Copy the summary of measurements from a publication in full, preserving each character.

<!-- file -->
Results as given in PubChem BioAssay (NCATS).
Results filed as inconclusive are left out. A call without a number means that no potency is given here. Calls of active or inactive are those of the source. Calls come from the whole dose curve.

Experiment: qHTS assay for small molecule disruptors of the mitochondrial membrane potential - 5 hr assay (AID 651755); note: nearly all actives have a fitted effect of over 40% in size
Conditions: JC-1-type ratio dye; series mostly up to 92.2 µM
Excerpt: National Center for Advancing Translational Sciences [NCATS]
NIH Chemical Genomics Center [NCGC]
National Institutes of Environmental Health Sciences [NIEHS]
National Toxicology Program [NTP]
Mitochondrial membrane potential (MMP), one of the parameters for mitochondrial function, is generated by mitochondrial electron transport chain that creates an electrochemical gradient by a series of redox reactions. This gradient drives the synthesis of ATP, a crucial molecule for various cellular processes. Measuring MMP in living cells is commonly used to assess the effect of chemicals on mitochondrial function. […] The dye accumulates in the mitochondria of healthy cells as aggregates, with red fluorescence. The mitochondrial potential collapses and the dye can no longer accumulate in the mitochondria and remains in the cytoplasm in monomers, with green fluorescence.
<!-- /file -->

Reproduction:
Results as given in PubChem BioAssay (NCATS).
Results filed as inconclusive are left out. A call without a number means that no potency is given here. Calls of active or inactive are those of the source. Calls come from the whole dose curve.

Experiment: qHTS assay for small molecule disruptors of the mitochondrial membrane potential - 5 hr assay (AID 651755); note: nearly all actives have a fitted effect of over 40% in size
Conditions: JC-1-type ratio dye; series mostly up to 92.2 µM
Excerpt: National Center for Advancing Translational Sciences [NCATS]
NIH Chemical Genomics Center [NCGC]
National Institutes of Environmental Health Sciences [NIEHS]
National Toxicology Program [NTP]
Mitochondrial membrane potential (MMP), one of the parameters for mitochondrial function, is generated by mitochondrial electron transport chain that creates an electrochemical gradient by a series of redox reactions. This gradient drives the synthesis of ATP, a crucial molecule for various cellular processes. Measuring MMP in living cells is commonly used to assess the effect of chemicals on mitochondrial function. […] The dye accumulates in the mitochondria of healthy cells as aggregates, with red fluorescence. The mitochondrial potential collapses and the dye can no longer accumulate in the mitochondria and remains in the cytoplasm in monomers, with green fluorescence.